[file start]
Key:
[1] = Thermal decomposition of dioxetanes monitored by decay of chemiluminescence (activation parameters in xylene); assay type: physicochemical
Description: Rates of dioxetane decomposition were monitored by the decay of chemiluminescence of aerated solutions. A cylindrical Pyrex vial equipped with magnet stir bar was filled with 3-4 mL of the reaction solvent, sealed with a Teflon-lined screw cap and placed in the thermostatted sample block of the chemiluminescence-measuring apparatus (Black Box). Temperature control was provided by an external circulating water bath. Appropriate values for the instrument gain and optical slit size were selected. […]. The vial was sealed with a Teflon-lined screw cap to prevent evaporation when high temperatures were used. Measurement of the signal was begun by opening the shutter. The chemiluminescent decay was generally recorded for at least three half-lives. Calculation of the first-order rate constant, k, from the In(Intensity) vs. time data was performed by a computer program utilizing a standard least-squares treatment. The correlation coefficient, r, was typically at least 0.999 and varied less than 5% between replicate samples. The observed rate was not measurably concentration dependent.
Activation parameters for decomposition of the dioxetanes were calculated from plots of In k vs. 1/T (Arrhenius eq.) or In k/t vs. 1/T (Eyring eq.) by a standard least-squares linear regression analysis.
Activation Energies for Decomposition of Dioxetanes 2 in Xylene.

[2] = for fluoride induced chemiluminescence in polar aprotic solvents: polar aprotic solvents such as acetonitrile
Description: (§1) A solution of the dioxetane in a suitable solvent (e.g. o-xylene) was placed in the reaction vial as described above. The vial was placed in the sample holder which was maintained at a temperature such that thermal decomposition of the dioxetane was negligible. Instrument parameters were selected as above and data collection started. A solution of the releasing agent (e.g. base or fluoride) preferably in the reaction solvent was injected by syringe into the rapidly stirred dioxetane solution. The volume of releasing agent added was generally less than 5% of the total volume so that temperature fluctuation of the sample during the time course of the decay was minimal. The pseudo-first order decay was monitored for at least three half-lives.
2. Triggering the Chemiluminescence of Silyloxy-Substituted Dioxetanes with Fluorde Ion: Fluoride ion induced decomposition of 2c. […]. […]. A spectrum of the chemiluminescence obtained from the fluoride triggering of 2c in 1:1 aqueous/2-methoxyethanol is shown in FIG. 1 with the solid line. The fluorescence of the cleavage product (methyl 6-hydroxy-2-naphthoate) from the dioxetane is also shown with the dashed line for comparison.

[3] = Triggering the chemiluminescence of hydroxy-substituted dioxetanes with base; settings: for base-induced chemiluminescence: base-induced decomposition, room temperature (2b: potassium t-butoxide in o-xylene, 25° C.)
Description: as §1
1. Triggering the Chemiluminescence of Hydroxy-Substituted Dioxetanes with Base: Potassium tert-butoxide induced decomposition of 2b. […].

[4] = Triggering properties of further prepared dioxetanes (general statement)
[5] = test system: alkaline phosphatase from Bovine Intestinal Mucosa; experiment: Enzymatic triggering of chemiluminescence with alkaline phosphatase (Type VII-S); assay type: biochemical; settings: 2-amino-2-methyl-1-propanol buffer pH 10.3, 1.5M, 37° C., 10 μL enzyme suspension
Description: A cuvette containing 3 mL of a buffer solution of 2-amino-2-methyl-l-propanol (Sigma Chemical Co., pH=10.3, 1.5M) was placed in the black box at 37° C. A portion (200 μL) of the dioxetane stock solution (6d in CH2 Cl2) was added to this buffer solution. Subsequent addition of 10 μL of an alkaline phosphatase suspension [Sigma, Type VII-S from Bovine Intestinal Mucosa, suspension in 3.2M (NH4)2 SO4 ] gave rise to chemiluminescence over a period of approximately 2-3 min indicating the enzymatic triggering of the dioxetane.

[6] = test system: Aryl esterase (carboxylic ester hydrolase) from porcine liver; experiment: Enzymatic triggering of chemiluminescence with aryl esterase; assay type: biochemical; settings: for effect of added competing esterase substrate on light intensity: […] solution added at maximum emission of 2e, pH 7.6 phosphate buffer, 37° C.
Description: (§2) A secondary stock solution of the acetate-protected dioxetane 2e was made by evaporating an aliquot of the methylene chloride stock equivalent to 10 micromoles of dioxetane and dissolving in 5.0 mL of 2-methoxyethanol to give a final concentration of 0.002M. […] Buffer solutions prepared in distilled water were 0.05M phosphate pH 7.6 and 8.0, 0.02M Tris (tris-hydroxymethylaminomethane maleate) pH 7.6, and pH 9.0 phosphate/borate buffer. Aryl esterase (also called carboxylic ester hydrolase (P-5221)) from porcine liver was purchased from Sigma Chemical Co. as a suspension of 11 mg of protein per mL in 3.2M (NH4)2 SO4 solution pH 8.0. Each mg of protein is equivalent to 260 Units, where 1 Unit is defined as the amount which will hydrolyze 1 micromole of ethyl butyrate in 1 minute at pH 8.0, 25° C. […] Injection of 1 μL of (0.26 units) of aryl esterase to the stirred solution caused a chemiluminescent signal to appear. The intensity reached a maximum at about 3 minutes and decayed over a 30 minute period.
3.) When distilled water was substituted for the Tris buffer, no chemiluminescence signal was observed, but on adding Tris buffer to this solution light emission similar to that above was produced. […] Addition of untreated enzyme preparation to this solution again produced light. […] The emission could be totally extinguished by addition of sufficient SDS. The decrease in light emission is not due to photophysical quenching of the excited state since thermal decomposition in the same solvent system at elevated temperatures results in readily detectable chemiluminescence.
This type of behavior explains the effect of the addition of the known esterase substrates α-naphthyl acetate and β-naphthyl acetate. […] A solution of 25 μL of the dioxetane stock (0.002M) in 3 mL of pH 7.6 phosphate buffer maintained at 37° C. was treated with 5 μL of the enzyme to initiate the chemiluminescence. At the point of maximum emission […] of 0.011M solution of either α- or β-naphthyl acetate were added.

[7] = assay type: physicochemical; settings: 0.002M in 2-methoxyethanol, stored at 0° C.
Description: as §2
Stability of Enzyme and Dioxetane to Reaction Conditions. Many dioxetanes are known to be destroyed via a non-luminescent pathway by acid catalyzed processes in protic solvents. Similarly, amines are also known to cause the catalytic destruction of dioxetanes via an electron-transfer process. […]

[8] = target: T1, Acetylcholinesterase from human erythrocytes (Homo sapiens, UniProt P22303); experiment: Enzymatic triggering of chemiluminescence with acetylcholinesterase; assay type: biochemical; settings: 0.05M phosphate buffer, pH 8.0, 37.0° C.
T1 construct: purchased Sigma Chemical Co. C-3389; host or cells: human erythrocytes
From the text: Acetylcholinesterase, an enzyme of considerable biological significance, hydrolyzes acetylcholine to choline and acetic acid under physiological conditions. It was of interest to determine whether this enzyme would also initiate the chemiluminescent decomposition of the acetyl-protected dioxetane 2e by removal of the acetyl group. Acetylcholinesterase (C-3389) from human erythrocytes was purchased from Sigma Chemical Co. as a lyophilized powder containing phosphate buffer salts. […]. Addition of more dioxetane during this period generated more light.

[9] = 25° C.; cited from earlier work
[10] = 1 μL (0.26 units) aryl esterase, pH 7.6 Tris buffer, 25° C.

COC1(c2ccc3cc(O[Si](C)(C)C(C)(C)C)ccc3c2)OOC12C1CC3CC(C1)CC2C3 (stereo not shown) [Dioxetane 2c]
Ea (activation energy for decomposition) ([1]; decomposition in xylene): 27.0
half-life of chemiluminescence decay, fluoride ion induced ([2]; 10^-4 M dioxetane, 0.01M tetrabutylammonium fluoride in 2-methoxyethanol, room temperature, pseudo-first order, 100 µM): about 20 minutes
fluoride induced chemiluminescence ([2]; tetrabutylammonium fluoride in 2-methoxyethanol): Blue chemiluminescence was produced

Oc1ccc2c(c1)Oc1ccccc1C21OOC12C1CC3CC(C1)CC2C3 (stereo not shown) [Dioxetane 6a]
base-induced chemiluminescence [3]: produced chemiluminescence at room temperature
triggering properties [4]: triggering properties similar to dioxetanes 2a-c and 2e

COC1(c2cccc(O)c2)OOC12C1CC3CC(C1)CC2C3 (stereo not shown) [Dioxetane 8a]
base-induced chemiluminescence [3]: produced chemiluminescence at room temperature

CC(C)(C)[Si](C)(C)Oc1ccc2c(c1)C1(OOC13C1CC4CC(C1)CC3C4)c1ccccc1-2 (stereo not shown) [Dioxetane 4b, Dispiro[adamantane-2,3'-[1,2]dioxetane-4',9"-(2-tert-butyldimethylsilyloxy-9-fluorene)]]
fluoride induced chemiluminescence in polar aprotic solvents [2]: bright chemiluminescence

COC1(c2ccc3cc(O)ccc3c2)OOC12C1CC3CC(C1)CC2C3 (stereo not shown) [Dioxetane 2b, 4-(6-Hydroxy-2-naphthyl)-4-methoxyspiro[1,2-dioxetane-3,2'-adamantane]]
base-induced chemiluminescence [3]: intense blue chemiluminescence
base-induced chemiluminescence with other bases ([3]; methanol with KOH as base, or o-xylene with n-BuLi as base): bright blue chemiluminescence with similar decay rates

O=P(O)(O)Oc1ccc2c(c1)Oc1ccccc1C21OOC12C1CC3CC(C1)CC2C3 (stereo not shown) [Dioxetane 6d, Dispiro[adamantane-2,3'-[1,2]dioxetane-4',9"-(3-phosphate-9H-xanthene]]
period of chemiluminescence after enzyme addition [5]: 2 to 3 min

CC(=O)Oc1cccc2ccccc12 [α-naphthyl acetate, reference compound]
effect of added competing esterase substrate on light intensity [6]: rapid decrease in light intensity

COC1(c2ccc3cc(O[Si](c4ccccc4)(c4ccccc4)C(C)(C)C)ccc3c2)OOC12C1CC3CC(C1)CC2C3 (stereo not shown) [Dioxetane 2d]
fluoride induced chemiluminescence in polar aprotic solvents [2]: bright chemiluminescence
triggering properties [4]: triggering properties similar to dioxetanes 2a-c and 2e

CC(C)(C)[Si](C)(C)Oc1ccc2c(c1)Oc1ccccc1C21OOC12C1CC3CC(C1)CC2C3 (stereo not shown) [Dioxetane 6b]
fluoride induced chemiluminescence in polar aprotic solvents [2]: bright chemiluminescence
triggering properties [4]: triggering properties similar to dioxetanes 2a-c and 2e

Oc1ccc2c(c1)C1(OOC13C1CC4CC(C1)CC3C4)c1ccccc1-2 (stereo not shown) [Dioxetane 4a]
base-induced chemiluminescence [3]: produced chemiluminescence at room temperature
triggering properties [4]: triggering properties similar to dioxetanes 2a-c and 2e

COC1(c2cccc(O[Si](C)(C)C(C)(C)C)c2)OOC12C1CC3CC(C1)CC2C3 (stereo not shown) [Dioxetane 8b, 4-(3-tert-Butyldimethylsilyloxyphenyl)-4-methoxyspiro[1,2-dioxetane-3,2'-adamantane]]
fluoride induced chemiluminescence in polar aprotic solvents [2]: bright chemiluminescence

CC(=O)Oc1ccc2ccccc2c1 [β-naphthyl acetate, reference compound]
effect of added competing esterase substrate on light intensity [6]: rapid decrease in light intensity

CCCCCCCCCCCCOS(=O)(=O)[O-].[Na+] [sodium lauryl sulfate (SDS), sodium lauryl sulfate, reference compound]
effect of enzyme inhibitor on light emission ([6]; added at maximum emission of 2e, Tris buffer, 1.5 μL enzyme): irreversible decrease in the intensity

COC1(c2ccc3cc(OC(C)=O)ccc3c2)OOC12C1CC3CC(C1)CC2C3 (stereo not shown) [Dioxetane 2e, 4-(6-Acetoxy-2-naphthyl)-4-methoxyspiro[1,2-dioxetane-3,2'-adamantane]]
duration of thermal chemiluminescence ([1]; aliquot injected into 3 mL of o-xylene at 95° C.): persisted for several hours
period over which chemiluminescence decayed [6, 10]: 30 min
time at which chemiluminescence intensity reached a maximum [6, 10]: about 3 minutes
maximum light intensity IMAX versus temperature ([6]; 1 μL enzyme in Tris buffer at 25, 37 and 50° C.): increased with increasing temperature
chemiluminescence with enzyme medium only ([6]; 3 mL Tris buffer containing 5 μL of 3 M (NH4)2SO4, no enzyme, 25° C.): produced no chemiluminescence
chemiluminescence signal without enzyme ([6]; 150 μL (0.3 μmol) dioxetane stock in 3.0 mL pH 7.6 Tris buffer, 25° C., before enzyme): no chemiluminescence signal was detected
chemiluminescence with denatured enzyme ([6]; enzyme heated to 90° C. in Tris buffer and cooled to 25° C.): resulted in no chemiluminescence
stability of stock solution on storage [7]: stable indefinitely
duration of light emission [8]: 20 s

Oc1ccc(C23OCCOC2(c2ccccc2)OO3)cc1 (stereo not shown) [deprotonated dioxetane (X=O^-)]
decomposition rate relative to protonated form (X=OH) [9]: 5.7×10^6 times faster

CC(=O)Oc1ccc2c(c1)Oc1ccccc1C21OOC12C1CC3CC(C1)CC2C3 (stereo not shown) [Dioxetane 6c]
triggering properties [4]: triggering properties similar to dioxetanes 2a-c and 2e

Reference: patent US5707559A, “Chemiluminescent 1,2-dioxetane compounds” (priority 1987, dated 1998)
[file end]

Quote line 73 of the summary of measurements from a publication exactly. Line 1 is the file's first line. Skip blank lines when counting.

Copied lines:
triggering properties [4]: triggering properties similar to dioxetanes 2a-c and 2e